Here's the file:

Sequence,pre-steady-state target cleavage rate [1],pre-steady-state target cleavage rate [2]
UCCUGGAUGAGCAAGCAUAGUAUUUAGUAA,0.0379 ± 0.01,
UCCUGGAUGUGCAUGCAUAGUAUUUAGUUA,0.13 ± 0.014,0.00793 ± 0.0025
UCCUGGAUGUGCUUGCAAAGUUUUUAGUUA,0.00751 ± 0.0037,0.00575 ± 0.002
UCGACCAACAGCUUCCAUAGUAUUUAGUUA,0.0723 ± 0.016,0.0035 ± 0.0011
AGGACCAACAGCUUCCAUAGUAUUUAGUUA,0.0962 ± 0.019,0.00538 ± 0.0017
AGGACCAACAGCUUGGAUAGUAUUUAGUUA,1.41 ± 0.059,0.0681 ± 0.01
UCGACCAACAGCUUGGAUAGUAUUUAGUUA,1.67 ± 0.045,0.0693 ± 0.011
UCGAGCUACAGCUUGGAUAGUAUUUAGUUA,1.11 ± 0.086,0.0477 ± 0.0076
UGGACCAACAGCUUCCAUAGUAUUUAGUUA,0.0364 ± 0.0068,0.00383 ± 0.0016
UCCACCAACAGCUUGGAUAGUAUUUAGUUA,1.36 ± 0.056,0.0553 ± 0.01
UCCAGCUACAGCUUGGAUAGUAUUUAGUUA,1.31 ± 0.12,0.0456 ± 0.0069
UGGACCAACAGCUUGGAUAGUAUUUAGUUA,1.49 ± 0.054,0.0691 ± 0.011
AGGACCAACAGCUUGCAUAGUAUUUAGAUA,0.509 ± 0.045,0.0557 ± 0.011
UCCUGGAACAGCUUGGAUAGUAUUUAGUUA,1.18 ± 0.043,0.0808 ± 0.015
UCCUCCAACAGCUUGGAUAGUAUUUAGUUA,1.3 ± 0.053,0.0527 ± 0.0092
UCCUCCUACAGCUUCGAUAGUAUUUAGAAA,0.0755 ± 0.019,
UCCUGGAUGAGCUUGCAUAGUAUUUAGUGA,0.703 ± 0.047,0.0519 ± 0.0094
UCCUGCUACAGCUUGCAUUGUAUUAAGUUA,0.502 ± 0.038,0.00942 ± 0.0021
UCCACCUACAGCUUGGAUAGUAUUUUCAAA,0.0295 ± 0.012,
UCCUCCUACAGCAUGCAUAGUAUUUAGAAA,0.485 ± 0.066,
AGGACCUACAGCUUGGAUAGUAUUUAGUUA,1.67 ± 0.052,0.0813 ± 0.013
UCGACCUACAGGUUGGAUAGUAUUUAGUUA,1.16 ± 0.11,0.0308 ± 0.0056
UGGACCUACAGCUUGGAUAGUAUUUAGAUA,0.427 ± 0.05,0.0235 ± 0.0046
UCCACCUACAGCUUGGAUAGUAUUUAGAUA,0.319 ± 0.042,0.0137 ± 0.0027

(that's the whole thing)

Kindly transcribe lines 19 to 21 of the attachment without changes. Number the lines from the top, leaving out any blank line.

UCCUGCUACAGCUUGCAUUGUAUUAAGUUA,0.502 ± 0.038,0.00942 ± 0.0021
UCCACCUACAGCUUGGAUAGUAUUUUCAAA,0.0295 ± 0.012,
UCCUCCUACAGCAUGCAUAGUAUUUAGAAA,0.485 ± 0.066,